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Rudd a leader without policy substance

There is a sensible editorial in The Australian today on the case for voting for Kevin Rudd. Rudd does not have a clear political position, his policies lack substance but he can lead.

‘…the proposition on offer from Mr Rudd is to vote for him not on the strength of his policies but on the strength of his leadership in the hope that the single-mindedness and determination he has shown in getting elected can be turned effectively to running the country. It is a pitch for voters to take him on trust’.

Fair comment.

16 comments to Rudd a leader without policy substance

  • Bring Back CL's blog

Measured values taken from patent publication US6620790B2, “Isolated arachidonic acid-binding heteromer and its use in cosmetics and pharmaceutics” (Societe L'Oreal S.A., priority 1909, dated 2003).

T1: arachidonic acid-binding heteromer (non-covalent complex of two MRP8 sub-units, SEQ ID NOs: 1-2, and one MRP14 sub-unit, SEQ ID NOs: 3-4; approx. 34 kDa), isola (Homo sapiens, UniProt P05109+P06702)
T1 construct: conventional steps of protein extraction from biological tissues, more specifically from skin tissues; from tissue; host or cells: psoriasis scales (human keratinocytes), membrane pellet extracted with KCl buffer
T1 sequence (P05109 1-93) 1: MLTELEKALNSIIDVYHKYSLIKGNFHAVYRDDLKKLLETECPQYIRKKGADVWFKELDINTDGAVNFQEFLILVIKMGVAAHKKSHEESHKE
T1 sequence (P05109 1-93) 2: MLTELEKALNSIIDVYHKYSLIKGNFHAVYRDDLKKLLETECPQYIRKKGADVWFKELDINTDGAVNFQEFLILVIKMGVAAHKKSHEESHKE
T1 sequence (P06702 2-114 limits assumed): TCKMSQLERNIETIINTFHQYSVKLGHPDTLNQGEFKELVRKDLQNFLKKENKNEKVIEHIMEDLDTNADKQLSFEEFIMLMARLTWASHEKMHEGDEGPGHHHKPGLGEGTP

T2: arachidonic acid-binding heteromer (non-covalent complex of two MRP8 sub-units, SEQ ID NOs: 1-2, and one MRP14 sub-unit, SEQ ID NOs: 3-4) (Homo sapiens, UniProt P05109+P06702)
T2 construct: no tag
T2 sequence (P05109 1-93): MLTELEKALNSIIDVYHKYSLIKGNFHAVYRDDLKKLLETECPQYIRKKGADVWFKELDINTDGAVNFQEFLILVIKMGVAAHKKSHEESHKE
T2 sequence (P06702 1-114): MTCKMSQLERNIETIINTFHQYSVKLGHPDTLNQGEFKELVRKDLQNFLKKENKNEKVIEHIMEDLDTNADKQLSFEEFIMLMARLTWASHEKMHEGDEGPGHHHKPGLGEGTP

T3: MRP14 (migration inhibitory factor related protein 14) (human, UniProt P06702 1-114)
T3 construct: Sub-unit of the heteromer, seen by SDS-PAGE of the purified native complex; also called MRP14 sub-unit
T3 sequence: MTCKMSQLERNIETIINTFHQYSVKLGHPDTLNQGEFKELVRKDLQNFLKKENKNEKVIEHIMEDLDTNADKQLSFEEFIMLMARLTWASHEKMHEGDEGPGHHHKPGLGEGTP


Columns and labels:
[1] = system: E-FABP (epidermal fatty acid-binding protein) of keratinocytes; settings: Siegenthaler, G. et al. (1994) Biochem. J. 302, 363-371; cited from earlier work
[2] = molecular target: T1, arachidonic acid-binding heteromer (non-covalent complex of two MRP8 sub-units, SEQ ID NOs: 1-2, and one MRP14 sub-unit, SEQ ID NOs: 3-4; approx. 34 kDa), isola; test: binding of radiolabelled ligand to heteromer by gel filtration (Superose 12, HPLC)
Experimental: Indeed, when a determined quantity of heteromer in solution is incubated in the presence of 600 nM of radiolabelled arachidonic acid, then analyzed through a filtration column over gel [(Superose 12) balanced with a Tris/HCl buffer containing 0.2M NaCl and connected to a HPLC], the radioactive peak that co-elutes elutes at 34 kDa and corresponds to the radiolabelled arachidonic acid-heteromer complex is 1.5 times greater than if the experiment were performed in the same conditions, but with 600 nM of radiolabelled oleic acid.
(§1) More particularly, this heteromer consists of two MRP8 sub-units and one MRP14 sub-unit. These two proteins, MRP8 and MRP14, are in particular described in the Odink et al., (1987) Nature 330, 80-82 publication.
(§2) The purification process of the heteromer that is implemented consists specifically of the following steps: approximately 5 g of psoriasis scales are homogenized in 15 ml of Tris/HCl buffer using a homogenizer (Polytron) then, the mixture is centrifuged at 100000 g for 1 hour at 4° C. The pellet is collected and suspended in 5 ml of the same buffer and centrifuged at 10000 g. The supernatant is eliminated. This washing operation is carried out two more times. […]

Harry ,

    if you voted for john Howard in 1996 then you are a hypocrite of the highest order.

    In all your articles on the election if you take out Kevin rud and 2004 and replace them with john howard and 1996 then there is little difference

  • Slim

    Do us a favour and don’t insult your readers. Or are you just singing to the choir?

    There are clear policy differences on WorkChoices and Kyoto for a start. And Rudd will be less inclined to serve the interests of big business against those of the nation and its working class. Surely that’s substance enough to begin with.

    He’s either a big scary bogey man or he isn’t. Make up your mind.

  • whyisitso


    There is no substance at all in Kyoto. John Howard realises that, and so does Ruddski, but he’s pretending that there is.

  • Anonymous